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DJ Skribble

Saturday, January 31

If you're an MTV VJ and you're looking to shore up some street cred, then you probably don't want to name your 2001 dance mix Essential Spring Break. (Aspirin and birth control not included.) And slapping Matrix cover art on your February release, Reloaded, is not exactly the best way to immunize yourself from cries of "commercialization!" from the electronica peanut gallery. That's undeniable, but DJ Skribble's latest effort, a collaboration with Anthony Acid, definitely aims for something wider than what he's kicked out in recent years.

"It's a little more mature, a little more global," Skribs says by phone from New York, his Long Island accent as thick as some of the beats on his CD. Despite Acid's shamelessly self-important intro (in which he fellates himself with lovey-dovey pronouncements like "House is a feeling because house music is a universal language spoke and understood by all"), the mix is front-loaded with the strongest stuff. Hypnotic piano keys plink across their handling of Lee Cabrera's "Shake It," stretching the song's funky texture into something more complex and redeeming the cheesiness of its polyphonic ring tone. And "Amazing (Antoine Clamaran mix)" submerges beats seductively and channels some of Daft Punk's nicer flourishes. But the album gets stuck in a soggy midsection, abandoning stuff like the Spanish chants of the early portion in favor of silly pop vocals. Overall, it devolves from a fresh party grab bag into a quagmire of plodding treadmill-like repetition. Still, the inclusion of Pat Benatar lyrics buried deep within "Doo Wap (Heartbreaker Mix)" is witty enough, as are the trance excursions on "I'm Waiting."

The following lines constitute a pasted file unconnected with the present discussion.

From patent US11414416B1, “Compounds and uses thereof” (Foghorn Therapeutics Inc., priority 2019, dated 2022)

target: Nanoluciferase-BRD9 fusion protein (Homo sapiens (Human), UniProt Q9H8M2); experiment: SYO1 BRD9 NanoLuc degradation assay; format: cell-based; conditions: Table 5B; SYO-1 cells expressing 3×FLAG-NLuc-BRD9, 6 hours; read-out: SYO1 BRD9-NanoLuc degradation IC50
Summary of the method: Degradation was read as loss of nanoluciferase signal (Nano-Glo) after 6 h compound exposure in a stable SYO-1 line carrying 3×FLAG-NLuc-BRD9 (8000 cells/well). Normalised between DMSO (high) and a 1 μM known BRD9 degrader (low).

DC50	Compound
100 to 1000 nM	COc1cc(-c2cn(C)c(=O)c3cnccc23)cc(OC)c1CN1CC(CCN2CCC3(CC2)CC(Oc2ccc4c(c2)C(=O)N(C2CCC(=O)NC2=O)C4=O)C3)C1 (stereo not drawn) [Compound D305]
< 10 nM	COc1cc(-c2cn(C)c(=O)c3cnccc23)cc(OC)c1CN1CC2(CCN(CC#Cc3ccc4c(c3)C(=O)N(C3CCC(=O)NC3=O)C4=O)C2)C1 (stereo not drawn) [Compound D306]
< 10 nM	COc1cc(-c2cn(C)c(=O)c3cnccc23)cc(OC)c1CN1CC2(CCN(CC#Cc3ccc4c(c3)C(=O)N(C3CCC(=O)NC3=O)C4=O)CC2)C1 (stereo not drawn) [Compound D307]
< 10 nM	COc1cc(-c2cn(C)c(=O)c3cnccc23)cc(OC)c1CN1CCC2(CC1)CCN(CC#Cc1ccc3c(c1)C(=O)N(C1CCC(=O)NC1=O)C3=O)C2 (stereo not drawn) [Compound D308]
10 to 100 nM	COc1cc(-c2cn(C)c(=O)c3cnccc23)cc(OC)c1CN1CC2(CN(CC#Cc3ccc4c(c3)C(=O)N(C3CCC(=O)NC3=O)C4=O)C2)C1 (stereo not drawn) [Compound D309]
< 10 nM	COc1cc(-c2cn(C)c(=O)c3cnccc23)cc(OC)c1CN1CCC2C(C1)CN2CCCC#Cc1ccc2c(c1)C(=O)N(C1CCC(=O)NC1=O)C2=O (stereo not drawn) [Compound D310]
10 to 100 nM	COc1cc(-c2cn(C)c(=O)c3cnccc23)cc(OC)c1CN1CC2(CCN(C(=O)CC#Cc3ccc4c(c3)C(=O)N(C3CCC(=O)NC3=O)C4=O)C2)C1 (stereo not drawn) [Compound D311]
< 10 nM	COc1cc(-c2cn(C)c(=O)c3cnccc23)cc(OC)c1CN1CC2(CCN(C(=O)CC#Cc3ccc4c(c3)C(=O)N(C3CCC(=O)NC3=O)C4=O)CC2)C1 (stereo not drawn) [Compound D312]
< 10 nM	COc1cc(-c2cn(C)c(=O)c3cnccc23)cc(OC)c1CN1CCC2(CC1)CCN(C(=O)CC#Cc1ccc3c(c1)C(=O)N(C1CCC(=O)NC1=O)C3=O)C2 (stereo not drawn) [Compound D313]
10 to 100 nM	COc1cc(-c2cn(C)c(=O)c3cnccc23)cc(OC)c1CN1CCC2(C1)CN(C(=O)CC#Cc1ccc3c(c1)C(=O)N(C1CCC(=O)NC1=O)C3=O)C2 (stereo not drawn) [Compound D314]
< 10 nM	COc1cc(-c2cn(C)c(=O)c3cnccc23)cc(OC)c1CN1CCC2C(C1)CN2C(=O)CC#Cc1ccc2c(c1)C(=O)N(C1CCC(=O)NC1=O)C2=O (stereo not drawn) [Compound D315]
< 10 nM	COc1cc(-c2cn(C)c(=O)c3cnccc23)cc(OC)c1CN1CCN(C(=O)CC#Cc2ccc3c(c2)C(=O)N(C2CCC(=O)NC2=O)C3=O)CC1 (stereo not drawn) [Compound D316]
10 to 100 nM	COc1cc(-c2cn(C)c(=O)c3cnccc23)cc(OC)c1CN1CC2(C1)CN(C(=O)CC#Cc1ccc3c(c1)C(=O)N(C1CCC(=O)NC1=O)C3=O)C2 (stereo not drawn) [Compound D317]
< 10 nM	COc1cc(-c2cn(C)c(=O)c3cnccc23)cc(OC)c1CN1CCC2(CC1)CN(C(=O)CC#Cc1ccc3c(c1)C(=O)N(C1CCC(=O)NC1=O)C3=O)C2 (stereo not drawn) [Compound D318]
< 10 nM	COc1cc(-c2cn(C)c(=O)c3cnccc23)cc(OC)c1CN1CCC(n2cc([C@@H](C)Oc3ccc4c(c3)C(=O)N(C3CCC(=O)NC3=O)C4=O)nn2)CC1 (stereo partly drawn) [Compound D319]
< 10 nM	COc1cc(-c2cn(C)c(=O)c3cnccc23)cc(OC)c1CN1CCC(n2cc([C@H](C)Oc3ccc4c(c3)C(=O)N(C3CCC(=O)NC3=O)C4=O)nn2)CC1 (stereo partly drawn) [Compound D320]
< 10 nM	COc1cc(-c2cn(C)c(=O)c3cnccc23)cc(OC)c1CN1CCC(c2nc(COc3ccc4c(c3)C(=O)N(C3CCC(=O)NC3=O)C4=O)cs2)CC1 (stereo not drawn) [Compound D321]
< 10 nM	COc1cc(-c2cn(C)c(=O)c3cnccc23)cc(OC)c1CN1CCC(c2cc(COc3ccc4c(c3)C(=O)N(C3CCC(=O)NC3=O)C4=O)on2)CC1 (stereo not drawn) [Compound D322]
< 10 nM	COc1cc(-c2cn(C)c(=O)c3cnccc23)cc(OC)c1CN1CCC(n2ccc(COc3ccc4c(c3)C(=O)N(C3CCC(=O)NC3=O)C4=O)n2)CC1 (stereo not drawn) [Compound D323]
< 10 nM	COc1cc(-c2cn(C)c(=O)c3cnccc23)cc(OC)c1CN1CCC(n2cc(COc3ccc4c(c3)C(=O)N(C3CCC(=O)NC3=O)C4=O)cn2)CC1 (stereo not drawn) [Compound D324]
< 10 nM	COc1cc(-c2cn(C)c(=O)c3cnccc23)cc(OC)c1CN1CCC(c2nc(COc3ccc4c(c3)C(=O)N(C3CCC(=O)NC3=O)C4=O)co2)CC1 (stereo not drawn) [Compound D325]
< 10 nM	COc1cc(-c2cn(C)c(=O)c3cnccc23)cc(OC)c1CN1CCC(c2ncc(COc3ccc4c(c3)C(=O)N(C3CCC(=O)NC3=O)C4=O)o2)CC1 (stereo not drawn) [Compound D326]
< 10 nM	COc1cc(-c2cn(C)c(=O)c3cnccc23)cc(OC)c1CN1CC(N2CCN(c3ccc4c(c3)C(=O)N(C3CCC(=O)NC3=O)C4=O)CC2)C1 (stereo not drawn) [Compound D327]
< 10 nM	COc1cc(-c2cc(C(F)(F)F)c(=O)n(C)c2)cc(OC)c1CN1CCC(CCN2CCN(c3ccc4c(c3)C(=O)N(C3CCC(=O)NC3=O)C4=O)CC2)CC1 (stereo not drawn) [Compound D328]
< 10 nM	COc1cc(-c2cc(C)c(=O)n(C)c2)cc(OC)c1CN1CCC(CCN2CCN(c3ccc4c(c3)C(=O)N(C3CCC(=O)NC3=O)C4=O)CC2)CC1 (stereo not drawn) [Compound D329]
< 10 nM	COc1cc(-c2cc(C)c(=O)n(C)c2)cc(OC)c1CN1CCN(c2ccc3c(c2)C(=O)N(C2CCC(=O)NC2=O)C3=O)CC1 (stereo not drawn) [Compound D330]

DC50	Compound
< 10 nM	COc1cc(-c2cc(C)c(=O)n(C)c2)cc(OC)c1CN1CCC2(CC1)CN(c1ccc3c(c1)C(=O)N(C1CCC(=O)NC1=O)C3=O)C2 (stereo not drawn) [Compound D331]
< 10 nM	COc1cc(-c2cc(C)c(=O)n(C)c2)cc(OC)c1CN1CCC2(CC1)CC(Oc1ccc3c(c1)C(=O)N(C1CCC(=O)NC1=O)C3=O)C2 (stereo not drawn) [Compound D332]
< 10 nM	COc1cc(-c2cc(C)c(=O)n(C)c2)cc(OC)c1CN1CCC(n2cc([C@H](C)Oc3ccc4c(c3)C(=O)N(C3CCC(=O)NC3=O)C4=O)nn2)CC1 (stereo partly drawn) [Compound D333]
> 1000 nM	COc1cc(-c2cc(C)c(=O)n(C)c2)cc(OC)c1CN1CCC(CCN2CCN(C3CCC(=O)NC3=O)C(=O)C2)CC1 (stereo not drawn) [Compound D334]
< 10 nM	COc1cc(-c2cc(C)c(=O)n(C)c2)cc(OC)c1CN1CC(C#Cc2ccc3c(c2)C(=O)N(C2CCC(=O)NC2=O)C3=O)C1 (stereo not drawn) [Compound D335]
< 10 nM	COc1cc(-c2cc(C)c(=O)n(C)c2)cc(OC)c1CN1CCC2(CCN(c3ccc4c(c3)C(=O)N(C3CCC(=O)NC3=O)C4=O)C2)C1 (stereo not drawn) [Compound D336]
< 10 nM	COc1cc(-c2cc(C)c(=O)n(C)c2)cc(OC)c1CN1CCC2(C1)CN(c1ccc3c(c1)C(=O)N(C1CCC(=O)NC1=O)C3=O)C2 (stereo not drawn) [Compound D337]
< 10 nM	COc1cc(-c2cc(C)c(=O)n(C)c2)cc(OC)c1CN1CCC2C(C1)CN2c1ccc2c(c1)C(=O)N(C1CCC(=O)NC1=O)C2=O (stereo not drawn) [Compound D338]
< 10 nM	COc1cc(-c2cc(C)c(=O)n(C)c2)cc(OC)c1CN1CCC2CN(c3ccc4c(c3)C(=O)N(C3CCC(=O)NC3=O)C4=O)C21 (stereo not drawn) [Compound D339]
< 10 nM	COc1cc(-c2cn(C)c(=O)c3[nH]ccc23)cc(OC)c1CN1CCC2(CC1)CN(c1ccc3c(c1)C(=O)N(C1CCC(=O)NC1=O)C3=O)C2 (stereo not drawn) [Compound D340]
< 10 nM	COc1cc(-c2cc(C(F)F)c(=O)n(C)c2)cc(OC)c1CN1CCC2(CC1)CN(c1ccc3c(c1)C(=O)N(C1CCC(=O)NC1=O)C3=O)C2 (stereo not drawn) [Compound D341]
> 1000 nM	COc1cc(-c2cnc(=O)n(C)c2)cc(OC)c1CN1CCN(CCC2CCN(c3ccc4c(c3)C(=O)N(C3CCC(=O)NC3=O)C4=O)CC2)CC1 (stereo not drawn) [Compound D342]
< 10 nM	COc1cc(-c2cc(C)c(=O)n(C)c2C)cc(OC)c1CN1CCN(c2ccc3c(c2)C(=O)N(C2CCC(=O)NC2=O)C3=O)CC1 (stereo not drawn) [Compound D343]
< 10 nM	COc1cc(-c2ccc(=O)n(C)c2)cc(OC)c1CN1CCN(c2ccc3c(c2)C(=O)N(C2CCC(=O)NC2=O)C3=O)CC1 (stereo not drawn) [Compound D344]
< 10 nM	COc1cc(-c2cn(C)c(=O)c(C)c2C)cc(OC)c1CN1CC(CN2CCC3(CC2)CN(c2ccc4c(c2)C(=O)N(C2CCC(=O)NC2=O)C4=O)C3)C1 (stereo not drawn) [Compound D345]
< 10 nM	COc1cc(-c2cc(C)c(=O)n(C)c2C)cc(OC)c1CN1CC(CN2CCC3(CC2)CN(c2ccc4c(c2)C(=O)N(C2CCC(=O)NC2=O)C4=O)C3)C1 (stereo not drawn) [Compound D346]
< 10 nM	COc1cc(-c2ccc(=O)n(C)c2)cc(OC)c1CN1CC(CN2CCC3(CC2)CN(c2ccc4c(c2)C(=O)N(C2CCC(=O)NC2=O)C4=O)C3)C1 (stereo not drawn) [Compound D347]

Details

Saturday, January 31; for more information call 713-224-8855
Mint, 511 Main

It's clear that Skribble, who rose to fame a decade ago and has since performed with rock, hip-hop and dance headliners, craves expansion, even within the narrow confines of super-duper-stardom. "I didn't want to just pigeonhole myself into one style of music," he says. "To me, a DJ can go into any situation like a chameleon. Most DJs can play just trance or just hip-hop. I want to be able to rock a crowd that likes all kinds of music." On Reloaded, Skribble blends into the environment with varying degrees of success -- an accomplishment, given his stated goal of being all things to all people.

 
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